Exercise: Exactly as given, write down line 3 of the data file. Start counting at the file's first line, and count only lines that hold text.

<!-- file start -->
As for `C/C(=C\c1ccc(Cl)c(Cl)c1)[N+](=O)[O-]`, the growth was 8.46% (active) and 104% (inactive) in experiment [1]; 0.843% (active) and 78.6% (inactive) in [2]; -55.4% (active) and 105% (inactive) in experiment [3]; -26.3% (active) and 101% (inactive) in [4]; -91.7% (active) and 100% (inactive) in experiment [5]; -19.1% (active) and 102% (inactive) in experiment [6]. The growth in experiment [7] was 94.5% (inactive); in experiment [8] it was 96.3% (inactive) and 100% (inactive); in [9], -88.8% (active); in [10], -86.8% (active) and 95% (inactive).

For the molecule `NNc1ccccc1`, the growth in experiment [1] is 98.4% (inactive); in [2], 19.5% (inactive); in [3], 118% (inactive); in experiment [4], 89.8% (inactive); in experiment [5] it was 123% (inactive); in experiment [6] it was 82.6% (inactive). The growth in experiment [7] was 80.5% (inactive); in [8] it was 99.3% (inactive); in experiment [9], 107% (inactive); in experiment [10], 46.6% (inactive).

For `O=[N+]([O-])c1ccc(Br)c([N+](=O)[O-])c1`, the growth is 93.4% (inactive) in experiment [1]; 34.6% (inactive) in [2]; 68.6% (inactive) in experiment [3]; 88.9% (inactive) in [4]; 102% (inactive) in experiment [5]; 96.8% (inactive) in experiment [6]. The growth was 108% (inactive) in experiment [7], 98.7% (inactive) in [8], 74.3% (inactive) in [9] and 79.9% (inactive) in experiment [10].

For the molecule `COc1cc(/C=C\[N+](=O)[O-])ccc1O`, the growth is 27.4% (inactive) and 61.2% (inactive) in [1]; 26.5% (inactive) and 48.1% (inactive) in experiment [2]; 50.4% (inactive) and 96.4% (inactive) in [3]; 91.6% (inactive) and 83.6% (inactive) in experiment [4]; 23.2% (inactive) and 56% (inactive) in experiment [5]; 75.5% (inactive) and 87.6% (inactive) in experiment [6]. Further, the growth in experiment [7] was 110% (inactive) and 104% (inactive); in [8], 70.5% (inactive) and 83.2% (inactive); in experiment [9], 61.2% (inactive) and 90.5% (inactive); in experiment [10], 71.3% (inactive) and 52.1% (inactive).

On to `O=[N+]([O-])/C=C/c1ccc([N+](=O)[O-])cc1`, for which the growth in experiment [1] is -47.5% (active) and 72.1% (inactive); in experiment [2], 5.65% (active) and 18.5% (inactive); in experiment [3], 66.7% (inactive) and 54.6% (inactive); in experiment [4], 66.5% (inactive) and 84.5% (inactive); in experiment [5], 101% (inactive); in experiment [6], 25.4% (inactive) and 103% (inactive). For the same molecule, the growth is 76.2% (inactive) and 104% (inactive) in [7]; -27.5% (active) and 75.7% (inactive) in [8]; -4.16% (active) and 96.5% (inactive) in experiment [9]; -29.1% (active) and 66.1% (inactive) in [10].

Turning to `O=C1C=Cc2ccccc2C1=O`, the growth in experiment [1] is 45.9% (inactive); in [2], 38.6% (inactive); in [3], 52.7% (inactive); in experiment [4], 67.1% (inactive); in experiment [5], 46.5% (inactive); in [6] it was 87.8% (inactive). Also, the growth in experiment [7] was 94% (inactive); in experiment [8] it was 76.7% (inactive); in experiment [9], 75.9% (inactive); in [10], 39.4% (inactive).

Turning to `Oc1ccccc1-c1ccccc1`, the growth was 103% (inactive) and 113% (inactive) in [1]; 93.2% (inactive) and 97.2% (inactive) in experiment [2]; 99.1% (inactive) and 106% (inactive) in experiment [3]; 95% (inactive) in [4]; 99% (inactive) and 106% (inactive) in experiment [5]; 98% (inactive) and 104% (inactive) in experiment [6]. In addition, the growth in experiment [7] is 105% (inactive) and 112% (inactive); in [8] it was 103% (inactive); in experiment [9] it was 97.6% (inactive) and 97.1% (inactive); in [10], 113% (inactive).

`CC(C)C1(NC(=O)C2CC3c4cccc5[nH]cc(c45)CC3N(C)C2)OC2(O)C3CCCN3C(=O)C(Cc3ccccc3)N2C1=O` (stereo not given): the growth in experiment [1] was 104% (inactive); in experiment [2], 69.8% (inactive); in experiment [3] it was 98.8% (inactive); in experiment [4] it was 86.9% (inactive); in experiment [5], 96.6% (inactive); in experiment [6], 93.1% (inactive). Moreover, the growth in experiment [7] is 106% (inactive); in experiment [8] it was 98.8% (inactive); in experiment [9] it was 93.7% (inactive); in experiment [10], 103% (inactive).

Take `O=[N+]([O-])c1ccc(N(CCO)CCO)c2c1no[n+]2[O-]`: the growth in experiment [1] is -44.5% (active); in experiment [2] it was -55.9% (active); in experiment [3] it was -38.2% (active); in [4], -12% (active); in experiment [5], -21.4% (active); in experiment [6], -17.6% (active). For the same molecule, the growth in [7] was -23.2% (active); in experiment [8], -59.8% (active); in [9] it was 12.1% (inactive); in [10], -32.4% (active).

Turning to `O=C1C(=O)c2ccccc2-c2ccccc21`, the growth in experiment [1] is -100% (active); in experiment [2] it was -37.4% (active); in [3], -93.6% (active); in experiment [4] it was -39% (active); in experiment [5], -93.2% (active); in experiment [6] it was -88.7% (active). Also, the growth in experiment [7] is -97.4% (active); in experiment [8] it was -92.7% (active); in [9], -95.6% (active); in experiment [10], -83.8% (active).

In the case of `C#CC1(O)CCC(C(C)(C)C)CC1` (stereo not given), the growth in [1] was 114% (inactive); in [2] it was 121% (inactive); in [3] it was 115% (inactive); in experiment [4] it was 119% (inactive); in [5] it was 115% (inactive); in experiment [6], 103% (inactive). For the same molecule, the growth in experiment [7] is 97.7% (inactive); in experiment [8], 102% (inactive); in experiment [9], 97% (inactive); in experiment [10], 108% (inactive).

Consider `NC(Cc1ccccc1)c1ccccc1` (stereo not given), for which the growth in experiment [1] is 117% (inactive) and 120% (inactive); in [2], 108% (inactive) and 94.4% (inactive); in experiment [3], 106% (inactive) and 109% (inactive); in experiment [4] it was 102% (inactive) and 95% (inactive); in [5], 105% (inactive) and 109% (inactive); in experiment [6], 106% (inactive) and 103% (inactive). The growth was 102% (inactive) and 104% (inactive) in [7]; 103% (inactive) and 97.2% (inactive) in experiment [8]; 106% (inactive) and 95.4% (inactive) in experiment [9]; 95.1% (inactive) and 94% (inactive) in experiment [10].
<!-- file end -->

For `O=[N+]([O-])c1ccc(Br)c([N+](=O)[O-])c1`, the growth is 93.4% (inactive) in experiment [1]; 34.6% (inactive) in [2]; 68.6% (inactive) in experiment [3]; 88.9% (inactive) in [4]; 102% (inactive) in experiment [5]; 96.8% (inactive) in experiment [6]. The growth was 108% (inactive) in experiment [7], 98.7% (inactive) in [8], 74.3% (inactive) in [9] and 79.9% (inactive) in experiment [10].